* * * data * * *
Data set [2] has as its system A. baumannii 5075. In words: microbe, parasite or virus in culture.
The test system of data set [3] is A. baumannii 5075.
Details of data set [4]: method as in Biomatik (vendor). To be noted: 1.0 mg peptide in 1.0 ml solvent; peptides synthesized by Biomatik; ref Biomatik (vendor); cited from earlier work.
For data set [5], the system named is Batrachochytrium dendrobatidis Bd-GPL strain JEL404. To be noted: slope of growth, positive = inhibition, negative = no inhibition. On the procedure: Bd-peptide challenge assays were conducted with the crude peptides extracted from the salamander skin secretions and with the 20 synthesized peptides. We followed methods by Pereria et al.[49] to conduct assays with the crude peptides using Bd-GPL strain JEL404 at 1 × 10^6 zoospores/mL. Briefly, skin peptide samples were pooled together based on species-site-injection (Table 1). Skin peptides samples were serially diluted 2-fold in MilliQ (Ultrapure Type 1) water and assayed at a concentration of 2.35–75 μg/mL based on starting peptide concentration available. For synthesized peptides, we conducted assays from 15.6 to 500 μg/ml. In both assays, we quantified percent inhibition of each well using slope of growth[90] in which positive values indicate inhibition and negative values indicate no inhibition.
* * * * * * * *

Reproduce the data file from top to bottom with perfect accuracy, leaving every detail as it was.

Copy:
Data set [2] has as its system A. baumannii 5075. In words: microbe, parasite or virus in culture.
The test system of data set [3] is A. baumannii 5075.
Details of data set [4]: method as in Biomatik (vendor). To be noted: 1.0 mg peptide in 1.0 ml solvent; peptides synthesized by Biomatik; ref Biomatik (vendor); cited from earlier work.
For data set [5], the system named is Batrachochytrium dendrobatidis Bd-GPL strain JEL404. To be noted: slope of growth, positive = inhibition, negative = no inhibition. On the procedure: Bd-peptide challenge assays were conducted with the crude peptides extracted from the salamander skin secretions and with the 20 synthesized peptides. We followed methods by Pereria et al.[49] to conduct assays with the crude peptides using Bd-GPL strain JEL404 at 1 × 10^6 zoospores/mL. Briefly, skin peptide samples were pooled together based on species-site-injection (Table 1). Skin peptides samples were serially diluted 2-fold in MilliQ (Ultrapure Type 1) water and assayed at a concentration of 2.35–75 μg/mL based on starting peptide concentration available. For synthesized peptides, we conducted assays from 15.6 to 500 μg/ml. In both assays, we quantified percent inhibition of each well using slope of growth[90] in which positive values indicate inhibition and negative values indicate no inhibition.